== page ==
Janusz was the eldest of four children born to Catholic parents in Plock, a town located in a rural area north of Warsaw. His father was an accountant. Janusz attended local schools, and became active in scouting.
1933-39: Janusz went to Warsaw to study civil engineering. On September 1, 1939, the Germans began bombing Warsaw. One week later, all able-bodied men who had not been mobilized were directed to retreat east. On September 17, Janusz was 90 miles from the Romanian border. That night, the Soviets invaded Poland from the east, cutting off any escape route. Trapped, Janusz returned to German-occupied Poland, to his family in the town of Wyszogrod.
1940-44: Janusz was arrested in his parents' home in Wyszogrod on April 6, 1940. Some 129 community leaders, professionals and university students were taken that day. Two weeks later, Janusz arrived with a transport of 1,000 Polish political prisoners to the Dachau concentration camp. One month later, he was in the first transport to the Gusen camp in Austria. Janusz spent most of the next five years in Gusen, working in the quarry for the first year, and then in the camp's construction office. He was a member of the camp's underground organization.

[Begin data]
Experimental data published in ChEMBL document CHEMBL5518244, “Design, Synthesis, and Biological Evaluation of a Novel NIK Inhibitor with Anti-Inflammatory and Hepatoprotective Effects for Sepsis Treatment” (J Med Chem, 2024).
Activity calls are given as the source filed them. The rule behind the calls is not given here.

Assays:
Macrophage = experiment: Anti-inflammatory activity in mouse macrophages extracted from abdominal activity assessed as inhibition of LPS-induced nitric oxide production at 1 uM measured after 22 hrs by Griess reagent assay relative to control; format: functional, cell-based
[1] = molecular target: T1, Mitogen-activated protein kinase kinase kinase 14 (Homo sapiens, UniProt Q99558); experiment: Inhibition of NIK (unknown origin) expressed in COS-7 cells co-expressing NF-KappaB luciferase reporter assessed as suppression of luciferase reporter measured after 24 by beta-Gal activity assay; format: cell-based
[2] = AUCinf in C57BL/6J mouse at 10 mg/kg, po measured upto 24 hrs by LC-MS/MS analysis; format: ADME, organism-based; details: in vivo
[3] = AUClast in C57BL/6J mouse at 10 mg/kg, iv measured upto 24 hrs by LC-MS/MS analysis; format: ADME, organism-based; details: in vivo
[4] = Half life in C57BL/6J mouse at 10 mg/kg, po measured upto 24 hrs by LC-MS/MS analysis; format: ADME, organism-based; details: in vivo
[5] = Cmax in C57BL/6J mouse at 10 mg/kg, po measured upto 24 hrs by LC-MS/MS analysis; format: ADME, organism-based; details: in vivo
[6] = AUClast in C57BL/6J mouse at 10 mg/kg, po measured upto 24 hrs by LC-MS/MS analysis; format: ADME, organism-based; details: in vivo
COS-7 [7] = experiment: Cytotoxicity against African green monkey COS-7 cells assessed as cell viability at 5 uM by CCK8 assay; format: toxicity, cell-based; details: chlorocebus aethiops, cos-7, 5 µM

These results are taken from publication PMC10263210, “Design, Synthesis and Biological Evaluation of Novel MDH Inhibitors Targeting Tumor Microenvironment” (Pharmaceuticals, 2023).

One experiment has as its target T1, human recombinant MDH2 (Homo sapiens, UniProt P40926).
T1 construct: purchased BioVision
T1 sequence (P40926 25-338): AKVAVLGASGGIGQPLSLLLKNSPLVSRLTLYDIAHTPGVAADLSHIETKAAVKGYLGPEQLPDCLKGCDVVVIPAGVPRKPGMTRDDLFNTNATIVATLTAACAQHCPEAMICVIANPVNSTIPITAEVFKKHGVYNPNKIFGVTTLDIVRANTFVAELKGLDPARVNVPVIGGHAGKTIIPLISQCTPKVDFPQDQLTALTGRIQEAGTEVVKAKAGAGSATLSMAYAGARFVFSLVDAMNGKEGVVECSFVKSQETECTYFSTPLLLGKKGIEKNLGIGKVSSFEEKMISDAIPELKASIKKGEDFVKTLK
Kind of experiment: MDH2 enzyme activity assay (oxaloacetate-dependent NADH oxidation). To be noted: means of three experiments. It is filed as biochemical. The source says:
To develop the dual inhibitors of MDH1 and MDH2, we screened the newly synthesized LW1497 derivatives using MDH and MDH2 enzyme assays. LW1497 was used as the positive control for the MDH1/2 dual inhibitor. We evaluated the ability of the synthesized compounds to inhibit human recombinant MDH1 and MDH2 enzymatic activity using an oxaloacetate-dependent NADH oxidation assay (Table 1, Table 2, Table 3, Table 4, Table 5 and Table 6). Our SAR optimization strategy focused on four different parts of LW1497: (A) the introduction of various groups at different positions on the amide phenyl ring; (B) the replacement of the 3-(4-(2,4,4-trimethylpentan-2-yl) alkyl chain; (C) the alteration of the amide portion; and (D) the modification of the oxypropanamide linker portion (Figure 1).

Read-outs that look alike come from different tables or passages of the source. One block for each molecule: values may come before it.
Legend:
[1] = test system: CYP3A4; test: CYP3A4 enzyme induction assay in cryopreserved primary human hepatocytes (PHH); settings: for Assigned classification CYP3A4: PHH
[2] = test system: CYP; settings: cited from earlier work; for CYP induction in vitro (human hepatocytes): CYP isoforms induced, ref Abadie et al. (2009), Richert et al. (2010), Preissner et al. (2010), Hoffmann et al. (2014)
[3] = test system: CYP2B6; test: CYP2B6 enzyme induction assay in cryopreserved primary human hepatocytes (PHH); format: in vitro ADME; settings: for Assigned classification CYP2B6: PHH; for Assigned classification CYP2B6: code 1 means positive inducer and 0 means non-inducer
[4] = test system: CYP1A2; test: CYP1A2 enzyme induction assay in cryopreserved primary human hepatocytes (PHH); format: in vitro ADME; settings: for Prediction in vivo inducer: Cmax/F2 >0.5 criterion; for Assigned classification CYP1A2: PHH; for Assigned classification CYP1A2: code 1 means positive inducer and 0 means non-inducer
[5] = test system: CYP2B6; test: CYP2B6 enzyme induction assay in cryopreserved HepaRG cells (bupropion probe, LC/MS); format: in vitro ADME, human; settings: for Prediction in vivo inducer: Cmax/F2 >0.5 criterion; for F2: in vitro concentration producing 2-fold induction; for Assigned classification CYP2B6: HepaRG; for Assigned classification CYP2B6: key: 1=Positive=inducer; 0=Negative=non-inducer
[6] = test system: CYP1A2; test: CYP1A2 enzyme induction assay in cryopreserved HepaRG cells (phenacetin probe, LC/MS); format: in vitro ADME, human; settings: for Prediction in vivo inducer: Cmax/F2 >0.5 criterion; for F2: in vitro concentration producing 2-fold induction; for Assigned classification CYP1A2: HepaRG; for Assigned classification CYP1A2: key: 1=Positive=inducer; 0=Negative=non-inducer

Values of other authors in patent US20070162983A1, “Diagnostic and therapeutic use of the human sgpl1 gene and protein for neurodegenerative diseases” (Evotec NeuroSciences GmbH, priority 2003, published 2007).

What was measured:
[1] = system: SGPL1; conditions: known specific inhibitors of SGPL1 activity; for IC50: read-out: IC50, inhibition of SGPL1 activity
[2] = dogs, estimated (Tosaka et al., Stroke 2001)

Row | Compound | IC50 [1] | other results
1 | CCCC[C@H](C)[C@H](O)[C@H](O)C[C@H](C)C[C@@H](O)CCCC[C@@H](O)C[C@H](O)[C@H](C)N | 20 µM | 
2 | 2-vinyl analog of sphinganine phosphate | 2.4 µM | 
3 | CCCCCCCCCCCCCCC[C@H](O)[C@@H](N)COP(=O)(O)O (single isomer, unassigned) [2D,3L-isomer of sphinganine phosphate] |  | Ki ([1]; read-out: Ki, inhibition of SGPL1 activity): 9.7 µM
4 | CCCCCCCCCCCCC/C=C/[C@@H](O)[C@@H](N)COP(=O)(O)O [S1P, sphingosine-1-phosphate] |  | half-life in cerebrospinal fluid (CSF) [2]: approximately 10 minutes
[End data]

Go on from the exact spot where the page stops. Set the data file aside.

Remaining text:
At 5 p.m. on May 5, 1945, Janusz was liberated in Gusen by soldiers of the U.S. 3rd Army. He immigrated to the United States on March 23, 1948.